I was surprised by the complexity of the relationship between Sara Jean and her morbidly obese grandmother. While they care for and depend on each other, it isn’t always in healthy ways. One event that shakes Sara Jean’s life mid-way through the book was a surprise, even to me, the writer! But that is what happens when you let a character guide you. After I wrote the scene, I realized it had to happen to move the story forward.
I wrestled with the idea of letting a romance blossom between Jess and Sara Jean, but in the end decided letting them fall for each other would have cheapened the issues they were dealing with. I like their relationship; it is one of the few honest ones in the book. They share a bond that doesn’t make sense to anyone else but them.
At times your portrayal of “townies” and their views toward those who lived on the Deep River reserve was harsh, especially in how they uttered racist comments in a way that makes us feel this was accepted and normal in this community. Also, several of the people from the Deep River Reserve were presented as awful stereotypes—drunks, thieves, criminals. It was uncomfortable to read. Was this deliberate, and if yes, why?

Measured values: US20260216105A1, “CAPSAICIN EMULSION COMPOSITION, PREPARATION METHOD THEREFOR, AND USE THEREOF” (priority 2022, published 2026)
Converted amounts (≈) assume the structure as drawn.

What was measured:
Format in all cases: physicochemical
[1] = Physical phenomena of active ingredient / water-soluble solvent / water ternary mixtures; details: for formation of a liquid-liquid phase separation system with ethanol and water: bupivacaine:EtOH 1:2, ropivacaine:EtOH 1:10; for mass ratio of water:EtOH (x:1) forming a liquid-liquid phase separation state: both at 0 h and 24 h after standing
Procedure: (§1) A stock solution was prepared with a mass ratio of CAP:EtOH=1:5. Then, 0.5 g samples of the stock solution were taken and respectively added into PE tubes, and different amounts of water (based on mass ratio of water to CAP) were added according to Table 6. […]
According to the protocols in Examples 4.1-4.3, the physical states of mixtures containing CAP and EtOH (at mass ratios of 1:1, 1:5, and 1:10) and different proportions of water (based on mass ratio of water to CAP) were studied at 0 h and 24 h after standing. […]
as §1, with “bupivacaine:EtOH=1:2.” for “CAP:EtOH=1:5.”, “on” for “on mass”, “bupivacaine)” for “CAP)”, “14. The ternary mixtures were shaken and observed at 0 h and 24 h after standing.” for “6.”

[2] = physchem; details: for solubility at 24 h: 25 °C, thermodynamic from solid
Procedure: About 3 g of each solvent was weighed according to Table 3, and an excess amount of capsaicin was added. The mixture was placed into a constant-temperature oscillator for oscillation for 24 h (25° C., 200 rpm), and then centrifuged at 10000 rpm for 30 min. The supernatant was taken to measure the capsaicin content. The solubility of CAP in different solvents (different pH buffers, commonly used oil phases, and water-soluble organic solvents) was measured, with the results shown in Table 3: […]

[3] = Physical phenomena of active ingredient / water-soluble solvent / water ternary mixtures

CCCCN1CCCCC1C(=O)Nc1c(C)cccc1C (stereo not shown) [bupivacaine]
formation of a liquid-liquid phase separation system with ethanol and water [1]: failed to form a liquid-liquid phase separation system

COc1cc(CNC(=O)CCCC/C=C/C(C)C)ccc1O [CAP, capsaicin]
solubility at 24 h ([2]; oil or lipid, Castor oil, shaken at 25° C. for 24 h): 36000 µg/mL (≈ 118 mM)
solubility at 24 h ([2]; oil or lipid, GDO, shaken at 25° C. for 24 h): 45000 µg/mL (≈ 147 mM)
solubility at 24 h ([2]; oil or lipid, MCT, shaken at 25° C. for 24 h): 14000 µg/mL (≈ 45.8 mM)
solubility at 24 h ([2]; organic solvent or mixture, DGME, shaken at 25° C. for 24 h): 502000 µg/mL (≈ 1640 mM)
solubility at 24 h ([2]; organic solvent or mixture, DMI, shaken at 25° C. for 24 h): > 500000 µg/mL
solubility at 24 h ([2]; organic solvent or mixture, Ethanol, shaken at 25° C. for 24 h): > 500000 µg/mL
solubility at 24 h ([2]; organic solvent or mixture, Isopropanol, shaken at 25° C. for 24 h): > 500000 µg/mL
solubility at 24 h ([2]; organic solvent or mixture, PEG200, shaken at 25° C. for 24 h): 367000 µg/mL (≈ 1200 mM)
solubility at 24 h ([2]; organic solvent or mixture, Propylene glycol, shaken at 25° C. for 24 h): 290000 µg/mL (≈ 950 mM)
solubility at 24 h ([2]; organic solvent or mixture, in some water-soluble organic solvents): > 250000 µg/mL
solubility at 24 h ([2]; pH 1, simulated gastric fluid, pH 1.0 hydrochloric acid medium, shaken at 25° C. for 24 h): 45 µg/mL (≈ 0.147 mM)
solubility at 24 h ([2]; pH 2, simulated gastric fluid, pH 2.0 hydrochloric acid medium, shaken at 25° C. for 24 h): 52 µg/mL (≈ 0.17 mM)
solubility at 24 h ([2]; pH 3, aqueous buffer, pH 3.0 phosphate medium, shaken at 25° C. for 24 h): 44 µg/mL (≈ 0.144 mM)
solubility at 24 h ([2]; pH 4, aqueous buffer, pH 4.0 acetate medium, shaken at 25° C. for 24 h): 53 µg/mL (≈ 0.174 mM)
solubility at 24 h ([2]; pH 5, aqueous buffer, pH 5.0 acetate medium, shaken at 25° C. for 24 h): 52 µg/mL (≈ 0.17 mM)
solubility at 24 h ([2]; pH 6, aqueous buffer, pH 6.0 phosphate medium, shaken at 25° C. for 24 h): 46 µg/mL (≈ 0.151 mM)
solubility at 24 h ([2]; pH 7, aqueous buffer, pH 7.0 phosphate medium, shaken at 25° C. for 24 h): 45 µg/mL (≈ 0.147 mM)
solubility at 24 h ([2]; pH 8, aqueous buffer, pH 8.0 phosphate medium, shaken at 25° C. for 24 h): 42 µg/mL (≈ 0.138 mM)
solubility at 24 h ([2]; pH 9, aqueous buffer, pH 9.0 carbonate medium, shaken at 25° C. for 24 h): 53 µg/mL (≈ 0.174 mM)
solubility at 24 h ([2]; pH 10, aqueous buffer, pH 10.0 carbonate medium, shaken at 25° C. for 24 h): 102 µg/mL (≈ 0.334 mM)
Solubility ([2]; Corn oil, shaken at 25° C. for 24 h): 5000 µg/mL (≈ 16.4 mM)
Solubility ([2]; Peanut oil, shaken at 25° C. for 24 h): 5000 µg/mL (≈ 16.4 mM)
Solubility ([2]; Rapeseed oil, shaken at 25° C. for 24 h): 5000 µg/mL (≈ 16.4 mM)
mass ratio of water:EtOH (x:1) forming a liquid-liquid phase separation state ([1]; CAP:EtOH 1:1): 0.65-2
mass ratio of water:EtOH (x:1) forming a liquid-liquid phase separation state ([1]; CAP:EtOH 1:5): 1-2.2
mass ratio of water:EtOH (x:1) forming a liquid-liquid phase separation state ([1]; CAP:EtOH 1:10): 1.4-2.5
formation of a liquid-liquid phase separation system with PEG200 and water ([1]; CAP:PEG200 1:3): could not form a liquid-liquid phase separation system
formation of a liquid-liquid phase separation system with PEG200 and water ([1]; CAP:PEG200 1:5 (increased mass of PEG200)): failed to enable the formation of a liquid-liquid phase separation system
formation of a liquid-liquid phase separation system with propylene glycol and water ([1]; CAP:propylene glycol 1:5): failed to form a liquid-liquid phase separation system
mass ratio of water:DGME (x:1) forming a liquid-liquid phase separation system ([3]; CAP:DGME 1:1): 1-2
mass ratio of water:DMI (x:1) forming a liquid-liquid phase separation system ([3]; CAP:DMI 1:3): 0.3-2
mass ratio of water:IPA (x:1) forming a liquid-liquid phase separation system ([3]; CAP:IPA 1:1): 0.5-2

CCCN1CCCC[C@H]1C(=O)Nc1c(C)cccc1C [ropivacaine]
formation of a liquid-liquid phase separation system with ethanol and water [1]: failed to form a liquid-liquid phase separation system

It is challenging writing words that I would never say myself. As I’ve gained confidence as I writer, I know readers will understand that it is the character speaking, not me. And, in this book in particular, I didn’t want to shy away from the grim reality of how some people talk about others. To pretend racism doesn’t exist in our world would have been naïve.
I spent time in a small town that bordered a reserve when I was a teenager. I remember noticing the division between the two places. But it wasn’t just racial. The cars people drove, their houses, the communities’ schools, showed a pronounced socio-economic divide.
250 Hours presents a wide range of characters, both on the reserve and in town. The characters who are survivors of residential schools had to reflect the damage that had been done to them. From my research, addiction issues are a sad reality among some residential school survivors and their children, which is why Jess’s father is an alcoholic; not because it is a stereotype, but because it is realistic.
Did you find inspiration for your crumbling residential school and nearby communities from any real location?
The physical building is based on photos of the Assiniboia Residential School, which was located in the River Heights neighborhood of Winnipeg, blocks away from where I live now. I imagined the imposing façade crumbling after years of neglect, much like some of the characters in the story.